I wish I weren’t a liar
Observer Viewpoint | Wednesday, March 28, 2007
Paul Coffey was one of the greatest defensemen ever to play in the National Hockey League. During his career, he scored 396 goals and played in 14 NHL All-Star Games.
So sometimes when I want to impress people, I say that this sovereign on skates is my uncle. We do share a last name, after all.
I tell them that Uncle Paul was born in Ontario, Canada, and that he’s 45 years old. I even mention that Uncle Paul ranks second all-time among NHL defensemen in career goals, assists and points.
The statistics are true. But is it true that he’s my dad’s brother? Absolutely not.
I could admit to being a liar, but in the spirit of a certain upcoming holiday, a.k.a. April Fool’s Day, let’s just say that I attempt to fool people – the problem being that few people are, in fact, fooled by my fib.
Why? Because my potential fool-ees always want to know more. The typical fib-breaking question – “What’s your Uncle Paul like at Thanksgiving dinner?”
But of course, Paul has never spent the fourth Thursday of November feasting on my Grandma Tootsie’s prized bird.
I could’ve answered my potential fool-ees by citing Paul’s Canadian heritage and then insisting that he doesn’t observe American Thanksgiving. But that would’ve been just as disappointing as the answer I usually give – I attribute Paul’s Thanksgiving absence to a family feud.
This obviously prompts more questioning, as the potential fool-ees try to glean insight into Paul’s character. The questions – “Why would your father fight with a three-time winner of the James Norris Memorial Trophy?” “Doesn’t your turkey-basting grandmother miss him?” “And if Paul were at Thanksgiving, would he watch the Detroit Lions game on TV?”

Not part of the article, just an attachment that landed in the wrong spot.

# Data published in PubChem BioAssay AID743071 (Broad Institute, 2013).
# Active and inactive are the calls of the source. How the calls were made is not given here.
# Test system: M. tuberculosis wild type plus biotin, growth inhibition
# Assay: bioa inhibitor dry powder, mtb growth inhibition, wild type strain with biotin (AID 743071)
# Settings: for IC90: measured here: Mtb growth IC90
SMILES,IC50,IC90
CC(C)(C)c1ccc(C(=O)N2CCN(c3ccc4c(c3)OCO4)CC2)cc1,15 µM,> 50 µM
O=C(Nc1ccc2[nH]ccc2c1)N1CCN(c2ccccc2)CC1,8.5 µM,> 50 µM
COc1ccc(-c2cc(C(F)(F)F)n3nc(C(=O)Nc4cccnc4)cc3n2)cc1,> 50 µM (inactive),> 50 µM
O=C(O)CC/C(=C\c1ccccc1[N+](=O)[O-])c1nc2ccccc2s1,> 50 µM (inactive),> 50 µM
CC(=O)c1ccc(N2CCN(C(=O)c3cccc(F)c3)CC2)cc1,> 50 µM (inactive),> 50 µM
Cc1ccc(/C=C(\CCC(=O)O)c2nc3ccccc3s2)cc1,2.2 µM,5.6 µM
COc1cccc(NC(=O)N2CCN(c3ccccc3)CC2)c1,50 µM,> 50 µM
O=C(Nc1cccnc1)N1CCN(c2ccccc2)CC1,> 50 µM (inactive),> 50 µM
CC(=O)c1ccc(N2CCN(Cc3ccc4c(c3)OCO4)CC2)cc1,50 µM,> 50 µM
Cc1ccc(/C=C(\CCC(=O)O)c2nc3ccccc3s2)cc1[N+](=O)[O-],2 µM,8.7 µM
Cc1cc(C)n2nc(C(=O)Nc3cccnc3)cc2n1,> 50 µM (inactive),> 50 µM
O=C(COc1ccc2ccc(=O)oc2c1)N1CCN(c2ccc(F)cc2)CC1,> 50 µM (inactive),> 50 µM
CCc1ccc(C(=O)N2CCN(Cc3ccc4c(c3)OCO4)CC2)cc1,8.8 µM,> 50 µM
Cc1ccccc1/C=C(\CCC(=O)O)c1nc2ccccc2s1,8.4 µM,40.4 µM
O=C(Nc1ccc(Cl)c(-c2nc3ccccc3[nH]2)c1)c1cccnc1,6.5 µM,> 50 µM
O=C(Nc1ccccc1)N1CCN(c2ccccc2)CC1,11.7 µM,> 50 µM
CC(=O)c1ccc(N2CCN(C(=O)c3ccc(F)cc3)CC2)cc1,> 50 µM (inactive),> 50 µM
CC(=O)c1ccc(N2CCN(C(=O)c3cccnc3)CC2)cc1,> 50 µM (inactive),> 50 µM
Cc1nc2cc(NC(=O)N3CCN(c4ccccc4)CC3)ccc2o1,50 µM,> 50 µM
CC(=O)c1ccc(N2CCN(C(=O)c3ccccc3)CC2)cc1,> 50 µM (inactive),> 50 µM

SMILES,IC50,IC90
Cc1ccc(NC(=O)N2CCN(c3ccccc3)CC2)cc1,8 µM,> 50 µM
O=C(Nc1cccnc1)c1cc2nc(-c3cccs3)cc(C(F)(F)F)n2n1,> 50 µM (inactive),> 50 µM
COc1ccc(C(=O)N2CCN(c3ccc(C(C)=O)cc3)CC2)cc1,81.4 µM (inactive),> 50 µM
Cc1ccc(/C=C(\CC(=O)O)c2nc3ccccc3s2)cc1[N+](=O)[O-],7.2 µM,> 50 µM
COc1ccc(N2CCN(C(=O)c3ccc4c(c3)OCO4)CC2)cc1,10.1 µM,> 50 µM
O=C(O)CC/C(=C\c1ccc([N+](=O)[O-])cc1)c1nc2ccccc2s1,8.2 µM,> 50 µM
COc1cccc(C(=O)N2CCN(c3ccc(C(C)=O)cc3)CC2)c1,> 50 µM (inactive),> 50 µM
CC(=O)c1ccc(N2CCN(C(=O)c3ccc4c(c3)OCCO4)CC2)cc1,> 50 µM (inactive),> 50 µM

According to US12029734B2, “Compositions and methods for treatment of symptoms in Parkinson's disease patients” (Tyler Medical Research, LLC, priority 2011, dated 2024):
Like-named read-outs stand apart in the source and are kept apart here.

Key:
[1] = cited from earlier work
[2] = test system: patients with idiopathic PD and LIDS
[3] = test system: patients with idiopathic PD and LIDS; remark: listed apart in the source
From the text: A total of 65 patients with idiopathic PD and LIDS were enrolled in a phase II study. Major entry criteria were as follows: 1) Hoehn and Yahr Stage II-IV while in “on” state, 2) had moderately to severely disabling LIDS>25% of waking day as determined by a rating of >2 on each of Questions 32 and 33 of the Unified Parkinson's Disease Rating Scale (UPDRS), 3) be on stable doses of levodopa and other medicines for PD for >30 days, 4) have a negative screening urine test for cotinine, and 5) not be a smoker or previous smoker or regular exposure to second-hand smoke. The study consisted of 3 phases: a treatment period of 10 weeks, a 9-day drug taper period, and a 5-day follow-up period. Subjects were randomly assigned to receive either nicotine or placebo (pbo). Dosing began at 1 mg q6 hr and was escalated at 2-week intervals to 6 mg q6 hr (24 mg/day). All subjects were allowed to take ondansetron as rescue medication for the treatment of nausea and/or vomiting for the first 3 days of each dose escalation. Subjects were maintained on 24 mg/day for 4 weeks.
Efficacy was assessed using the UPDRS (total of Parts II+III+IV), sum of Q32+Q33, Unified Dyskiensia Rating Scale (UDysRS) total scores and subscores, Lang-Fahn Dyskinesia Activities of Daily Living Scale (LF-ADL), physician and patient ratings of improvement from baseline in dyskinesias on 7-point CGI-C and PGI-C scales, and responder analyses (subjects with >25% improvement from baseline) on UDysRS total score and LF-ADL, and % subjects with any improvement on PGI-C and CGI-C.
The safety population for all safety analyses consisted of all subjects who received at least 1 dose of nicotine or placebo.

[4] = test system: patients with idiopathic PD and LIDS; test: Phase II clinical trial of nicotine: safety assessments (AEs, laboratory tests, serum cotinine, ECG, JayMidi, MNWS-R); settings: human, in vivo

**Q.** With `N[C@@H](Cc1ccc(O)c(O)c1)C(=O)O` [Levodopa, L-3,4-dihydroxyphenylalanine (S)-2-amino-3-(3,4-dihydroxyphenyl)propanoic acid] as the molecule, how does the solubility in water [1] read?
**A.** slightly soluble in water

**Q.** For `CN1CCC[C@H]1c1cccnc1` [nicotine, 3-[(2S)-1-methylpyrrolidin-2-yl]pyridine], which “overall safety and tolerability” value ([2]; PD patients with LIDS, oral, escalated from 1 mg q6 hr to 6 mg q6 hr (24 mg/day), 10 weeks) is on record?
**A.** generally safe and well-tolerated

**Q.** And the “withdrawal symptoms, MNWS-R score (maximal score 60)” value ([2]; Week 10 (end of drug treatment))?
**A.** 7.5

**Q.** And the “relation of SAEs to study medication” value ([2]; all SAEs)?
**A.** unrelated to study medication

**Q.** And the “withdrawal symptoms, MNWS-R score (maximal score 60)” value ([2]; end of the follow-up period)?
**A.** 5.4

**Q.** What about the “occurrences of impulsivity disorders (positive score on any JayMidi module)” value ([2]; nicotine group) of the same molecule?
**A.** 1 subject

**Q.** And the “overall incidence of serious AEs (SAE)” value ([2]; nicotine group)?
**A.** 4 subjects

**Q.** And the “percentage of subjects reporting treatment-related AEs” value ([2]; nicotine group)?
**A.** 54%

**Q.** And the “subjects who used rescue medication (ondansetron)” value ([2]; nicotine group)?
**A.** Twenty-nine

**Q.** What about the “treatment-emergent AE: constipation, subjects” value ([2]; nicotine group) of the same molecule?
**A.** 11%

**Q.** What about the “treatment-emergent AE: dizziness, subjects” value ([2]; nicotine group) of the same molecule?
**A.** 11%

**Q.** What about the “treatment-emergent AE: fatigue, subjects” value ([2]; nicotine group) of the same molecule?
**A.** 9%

But of course, I can shed no light on his NFL loyalties. While I may have memorized some of the celebrated number seven’s statistics, I don’t know whether he’d fold or crumple his napkin. I don’t know whether he’d want the dark meat of the turkey or the white meat. I don’t even know whether he’d use his fork or his fingers to eat that turkey.
But I do know this – life is in the details.
Anyone who can spell “Wikipedia” can see that Paul Coffey was inducted into the NHL Hall of Fame in 2004. But what about the first thing he said after he heard he’d be commemorated forever in Toronto? Who was the first person he told? And how did he choose the outfit he wore to the ceremony? That’s what makes Paul interesting; that’s what his life’s about.
I don’t know those details. So clearly, I don’t know Paul either.
Likewise, your 3.96 GPA and Flex 14 Meal Plan can only say so much about you. And what people want to know about you is not that you’ve been on the Dean’s List every semester. Anyone who can hack into IrishLink can see that. But instead – why do you always study in that particular study carrel? Why can’t you survive without reading the New York Times before breakfast every morning? What’s the one thing that you’re most thankful for? That’s what makes you interesting; that’s what your life’s about.
In the end, it wouldn’t make me much more interesting if Paul Coffey did, in fact, mail me a check for my birthday each year. Perhaps what makes me interesting is that I feel so compelled to lie about it.
Life is in the details.
Liz Coffey is a senior American Studies major and Journalism, Ethics and Democracy minor. Her column appears every other Thursday. She can be reached at firstname.lastname@example.org
The views expressed in this article are those of the author and not
necessarily those of The Observer.